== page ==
NOTE: To be published by SquareTwo in five parts: Part One was published in the Spring 2020 issue with an introduction by Ralph Hancock; Part Two was published in Summer 2020. The five parts will be followed by
A Responding Essay by Stephen H. Webb to Charles Randall Paul.

Note also that the old form “LDS” is used in this essay, as it was in use when the essay was originally written.

V. On the Personhood of God

Webb’s definition of Christian theology is important.

“God exists, but not in the way we ordinarily use that term. From this perspective, the same aspect of the divine nature that limits our knowledge of God provides the foundation for God’s knowledge of us. That is, our knowledge of God is limited precisely because God is unlimited, but the unlimited nature of the divine means that God can be present at all times and in all places. It would be an exaggeration to say that God’s love for us is dependent on our ignorance of God, but only a slight one. Is there a way of conceiving of God that does not trade knowledge for intimacy? In other words, can we think of God as being not only knowable in the way we know other things in the world but also loving in ways we cannot even begin to comprehend?”

People “have feelings” for each other they cannot fully comprehend—if such a thing as “fully” iss even possible. This is especially true when describing what love is and calls us to and how and why we more or less understand and trust others whose minds and hearts we cannot read any more than God’s. Even with bodies visible, even with technology that charts and correlates the brain and endocrine system with thought and feeling, humans remain veiled from each other in their radical freedom to choose, to take real, surprising chances by making momentous commitments in advance of any certainty. Going to war, joining a religion, getting married and having children are prime life and death examples of choices based on hopeful trust.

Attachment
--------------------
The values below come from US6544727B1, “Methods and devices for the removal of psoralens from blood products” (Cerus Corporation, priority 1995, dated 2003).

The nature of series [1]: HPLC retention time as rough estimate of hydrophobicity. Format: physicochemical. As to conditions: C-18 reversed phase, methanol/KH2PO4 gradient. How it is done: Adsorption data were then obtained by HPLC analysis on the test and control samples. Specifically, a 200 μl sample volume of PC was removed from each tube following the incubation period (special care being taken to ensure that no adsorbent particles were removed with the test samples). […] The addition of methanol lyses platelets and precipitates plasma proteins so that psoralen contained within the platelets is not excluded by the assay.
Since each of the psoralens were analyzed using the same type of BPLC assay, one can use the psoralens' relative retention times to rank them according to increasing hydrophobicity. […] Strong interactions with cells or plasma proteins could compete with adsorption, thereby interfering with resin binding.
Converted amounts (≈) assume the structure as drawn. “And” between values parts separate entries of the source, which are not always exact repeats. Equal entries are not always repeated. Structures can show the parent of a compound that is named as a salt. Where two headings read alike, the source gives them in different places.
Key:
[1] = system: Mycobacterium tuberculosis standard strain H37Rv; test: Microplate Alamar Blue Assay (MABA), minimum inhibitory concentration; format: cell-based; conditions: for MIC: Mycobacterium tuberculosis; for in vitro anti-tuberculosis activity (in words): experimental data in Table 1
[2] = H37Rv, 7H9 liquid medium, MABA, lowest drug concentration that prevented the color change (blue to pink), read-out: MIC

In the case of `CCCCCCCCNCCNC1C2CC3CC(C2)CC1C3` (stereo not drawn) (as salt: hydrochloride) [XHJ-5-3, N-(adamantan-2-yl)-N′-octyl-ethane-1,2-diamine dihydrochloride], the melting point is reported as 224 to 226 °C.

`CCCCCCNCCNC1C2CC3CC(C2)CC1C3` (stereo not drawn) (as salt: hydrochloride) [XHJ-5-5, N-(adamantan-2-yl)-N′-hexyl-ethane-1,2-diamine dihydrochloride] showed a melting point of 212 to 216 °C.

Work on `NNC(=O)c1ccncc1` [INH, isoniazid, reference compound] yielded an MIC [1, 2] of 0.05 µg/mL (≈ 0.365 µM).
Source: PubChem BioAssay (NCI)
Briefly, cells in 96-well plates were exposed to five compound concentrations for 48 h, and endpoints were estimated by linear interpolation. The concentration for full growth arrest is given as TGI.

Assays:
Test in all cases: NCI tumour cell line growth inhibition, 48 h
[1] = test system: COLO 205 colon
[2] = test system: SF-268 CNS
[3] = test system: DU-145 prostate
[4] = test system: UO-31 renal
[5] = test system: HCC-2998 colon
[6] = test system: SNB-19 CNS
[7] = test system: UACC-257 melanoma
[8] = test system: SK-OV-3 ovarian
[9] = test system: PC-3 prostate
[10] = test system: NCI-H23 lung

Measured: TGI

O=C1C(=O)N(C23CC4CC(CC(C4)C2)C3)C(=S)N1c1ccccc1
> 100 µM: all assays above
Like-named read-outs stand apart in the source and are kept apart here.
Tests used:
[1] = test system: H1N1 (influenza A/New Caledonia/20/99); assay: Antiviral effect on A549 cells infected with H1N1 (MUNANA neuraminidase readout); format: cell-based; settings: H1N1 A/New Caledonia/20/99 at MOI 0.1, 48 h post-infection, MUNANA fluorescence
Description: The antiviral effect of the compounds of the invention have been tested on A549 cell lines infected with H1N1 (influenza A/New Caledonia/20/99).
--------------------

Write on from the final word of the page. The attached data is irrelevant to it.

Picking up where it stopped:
“God’s personhood is unique because God is the origin of all persons. This can be understood with reference to our own experience, where personhood is both a thing (something physical that can be manipulated and killed) and the origin of things (we make things to figure out what things are). Christian metaphysics is a reflection on the way in which God, as the essence of personhood, is also the origin of persons and things. Just as human beings are both things and not things, because we are the kind of thing that can think about everything else, God is both a person and not a person, because he is the person who creates people. God creates a world where personhood is the culmination of Being because God wants that world to be his own.
Still, many readers will think that I am taking most if not all of the mystery out of the divine, but I would suggest that the concept of mystery is meant to protect God from being confused in an idolatrous manner with impersonal objects and not from the ultimate reality of personhood. When conflated with the category of ineffability, mystery renders the metaphysical priority of personhood problematic. The incarnation keeps ineffability in check by providing the key to understanding how mystery and personhood are conjoined in the divine. The incarnation keeps the mystery of God located in the way God intensifies personhood, in the richness and depth of God’s agency, not in the way in which God is supposedly unknowable by being beyond existence altogether. God is as different from us as we are from impersonal things, but we are still things, just as God is still a person.”